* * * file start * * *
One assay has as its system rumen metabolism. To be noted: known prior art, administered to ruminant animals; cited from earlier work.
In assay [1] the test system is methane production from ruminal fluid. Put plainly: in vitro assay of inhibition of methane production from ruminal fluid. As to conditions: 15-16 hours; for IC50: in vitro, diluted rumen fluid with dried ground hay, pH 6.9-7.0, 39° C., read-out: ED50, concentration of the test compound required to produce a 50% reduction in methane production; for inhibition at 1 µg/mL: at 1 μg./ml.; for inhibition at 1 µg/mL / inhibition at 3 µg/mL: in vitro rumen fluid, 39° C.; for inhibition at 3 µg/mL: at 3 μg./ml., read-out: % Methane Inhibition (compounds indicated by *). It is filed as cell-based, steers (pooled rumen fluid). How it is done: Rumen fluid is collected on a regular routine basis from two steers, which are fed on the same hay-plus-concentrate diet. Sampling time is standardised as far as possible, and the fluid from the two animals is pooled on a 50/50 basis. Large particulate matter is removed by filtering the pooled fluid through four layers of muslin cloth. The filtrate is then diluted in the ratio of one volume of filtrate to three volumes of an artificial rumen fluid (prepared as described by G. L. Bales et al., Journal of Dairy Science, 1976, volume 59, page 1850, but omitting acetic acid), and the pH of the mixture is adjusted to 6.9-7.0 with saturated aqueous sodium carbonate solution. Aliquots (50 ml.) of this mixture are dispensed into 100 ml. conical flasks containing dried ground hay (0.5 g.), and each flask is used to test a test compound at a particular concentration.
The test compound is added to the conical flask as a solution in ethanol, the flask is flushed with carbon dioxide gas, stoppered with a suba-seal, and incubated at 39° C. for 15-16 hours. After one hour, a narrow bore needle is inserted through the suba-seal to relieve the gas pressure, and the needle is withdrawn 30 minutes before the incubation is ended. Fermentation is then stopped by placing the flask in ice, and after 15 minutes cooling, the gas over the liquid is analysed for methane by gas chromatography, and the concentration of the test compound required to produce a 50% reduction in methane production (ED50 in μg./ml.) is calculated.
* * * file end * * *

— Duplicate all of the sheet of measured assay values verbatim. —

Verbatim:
One assay has as its system rumen metabolism. To be noted: known prior art, administered to ruminant animals; cited from earlier work.
In assay [1] the test system is methane production from ruminal fluid. Put plainly: in vitro assay of inhibition of methane production from ruminal fluid. As to conditions: 15-16 hours; for IC50: in vitro, diluted rumen fluid with dried ground hay, pH 6.9-7.0, 39° C., read-out: ED50, concentration of the test compound required to produce a 50% reduction in methane production; for inhibition at 1 µg/mL: at 1 μg./ml.; for inhibition at 1 µg/mL / inhibition at 3 µg/mL: in vitro rumen fluid, 39° C.; for inhibition at 3 µg/mL: at 3 μg./ml., read-out: % Methane Inhibition (compounds indicated by *). It is filed as cell-based, steers (pooled rumen fluid). How it is done: Rumen fluid is collected on a regular routine basis from two steers, which are fed on the same hay-plus-concentrate diet. Sampling time is standardised as far as possible, and the fluid from the two animals is pooled on a 50/50 basis. Large particulate matter is removed by filtering the pooled fluid through four layers of muslin cloth. The filtrate is then diluted in the ratio of one volume of filtrate to three volumes of an artificial rumen fluid (prepared as described by G. L. Bales et al., Journal of Dairy Science, 1976, volume 59, page 1850, but omitting acetic acid), and the pH of the mixture is adjusted to 6.9-7.0 with saturated aqueous sodium carbonate solution. Aliquots (50 ml.) of this mixture are dispensed into 100 ml. conical flasks containing dried ground hay (0.5 g.), and each flask is used to test a test compound at a particular concentration.
The test compound is added to the conical flask as a solution in ethanol, the flask is flushed with carbon dioxide gas, stoppered with a suba-seal, and incubated at 39° C. for 15-16 hours. After one hour, a narrow bore needle is inserted through the suba-seal to relieve the gas pressure, and the needle is withdrawn 30 minutes before the incubation is ended. Fermentation is then stopped by placing the flask in ice, and after 15 minutes cooling, the gas over the liquid is analysed for methane by gas chromatography, and the concentration of the test compound required to produce a 50% reduction in methane production (ED50 in μg./ml.) is calculated.